Proper Tree Pruning Techniques

By: albertaarb - February 24, 2014

With the spring rolling in (and the dreadful polar vortex dying away), few things allow us to become better acquainted with the fresh new weather than observing  the newly revitalized trees that greet us every time we leave our homes. In order to keep their healthy color and shape, trees should be pruned several times throughout the year, but preparing the tree for early spring is possibly the most important time to care for your trees.

Why to Properly Tree Prune in the Early Spring

Some trees need more help than others during different seasons of the year. For the early spring, the trees that need the most attention are: apple, cherry, peach, plum, and trumpet Vine trees.

Some trees also need to be pruned after they begin budding and flowering, these are:

  • Flowering Dogwood
  • Forsythia
  • Lilac
  • Rhododendron
  • Rose (climbers)
  • Rose of Sharon (after buds)

These trees should be pruned during their respective seasons in order to keep the tree healthy, but proper tree pruning technique will not help only one tree. It is also done to help the entire garden. Pruning your tree in early spring will help keep your garden healthy by:

Providing Access to Light

The early spring is when your garden can finally see the sun again! It is when all of the plants search for the light that will make or break their health for the rest of the year. This means that the early spring is the time to thin out a tree in order to provide enough sun for the rest of your garden, including your lawn. 

Due to the vibrancy that comes from plants in the early spring, it is much easier to find the branches that might cause problems for the tree later in the year. These branches might have mold, appear weak, or lack foliage. The rapid growth that comes with the early spring also allows the tree to give a better impression of where the branches look like they are going to grow.

Quick Recovery

Plants grow at a much faster rate during the early spring. Trees will heal much quicker during this time meaning that pruning at this time of year will not have a negative affect on your tree if you were expecting to do some pruning later on that year.

Proper Tree Pruning Techniques 

While it is important to remove dead branches, there are several other branches to look for that need pruning. Different trees give different warning signs for which branches need to be removed.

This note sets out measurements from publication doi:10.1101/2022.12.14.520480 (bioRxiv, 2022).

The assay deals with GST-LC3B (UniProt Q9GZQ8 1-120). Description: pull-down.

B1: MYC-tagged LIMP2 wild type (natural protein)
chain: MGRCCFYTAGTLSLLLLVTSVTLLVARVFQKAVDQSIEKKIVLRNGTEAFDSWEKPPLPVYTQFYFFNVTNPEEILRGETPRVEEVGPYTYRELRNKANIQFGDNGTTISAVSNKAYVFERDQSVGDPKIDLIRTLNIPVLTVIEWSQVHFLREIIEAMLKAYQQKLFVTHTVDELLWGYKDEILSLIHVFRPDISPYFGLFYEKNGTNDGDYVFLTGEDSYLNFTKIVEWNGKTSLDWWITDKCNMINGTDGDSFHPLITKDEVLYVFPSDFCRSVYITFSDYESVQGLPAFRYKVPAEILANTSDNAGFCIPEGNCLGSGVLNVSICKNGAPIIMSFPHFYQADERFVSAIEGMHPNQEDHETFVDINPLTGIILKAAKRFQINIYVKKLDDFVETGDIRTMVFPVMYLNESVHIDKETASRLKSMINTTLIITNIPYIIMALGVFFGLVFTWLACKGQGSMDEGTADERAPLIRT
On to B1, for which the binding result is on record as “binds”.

Some examples for branches that need trimming are:

  • Awkwardly shooting branches
  • Branches that are growing too rapidly
  • Dying ends of branches
  • Old branches beneath the tree
  • Branches with scaly growths
  • Branches that appear "weak" or thin
  • Branches that are growing too closely to other branches

These branches should be cut and removed in three steps. If proper tree pruning technique is used, then the tree should be able to heal over the pruned area in much less time with much less evidence of the tree being pruned in the first place. This proper pruning technique is known as the "3-Cut Method." 

The 3-Cut Method

1)Cut only as deep as the bark goes 6 inches from the notch of the branch that you would like to cut, preferably with a pruning saw. This stops the bark from tearing and helps the tree maintain healthy regrowth.

2)About an inch further from the cut, away from the rest of the tree, cut through the entire branch until it snaps off.

3)The final and most important cut is closest to the tree. Looking at the collar, or where the branch meets the tree, you want to cut about ¼ inch away. This allows enough bark to heal over the removed branch while cutting as close to the tree as possible.

If you follow this method, your tree will stay healthy for years to come and will grow beautifully.

This is a general approach to tree pruning, but it gives a good idea of what to look out for. Some trees require a much more specific technique, but these tips will help your garden maintain health and look its best.

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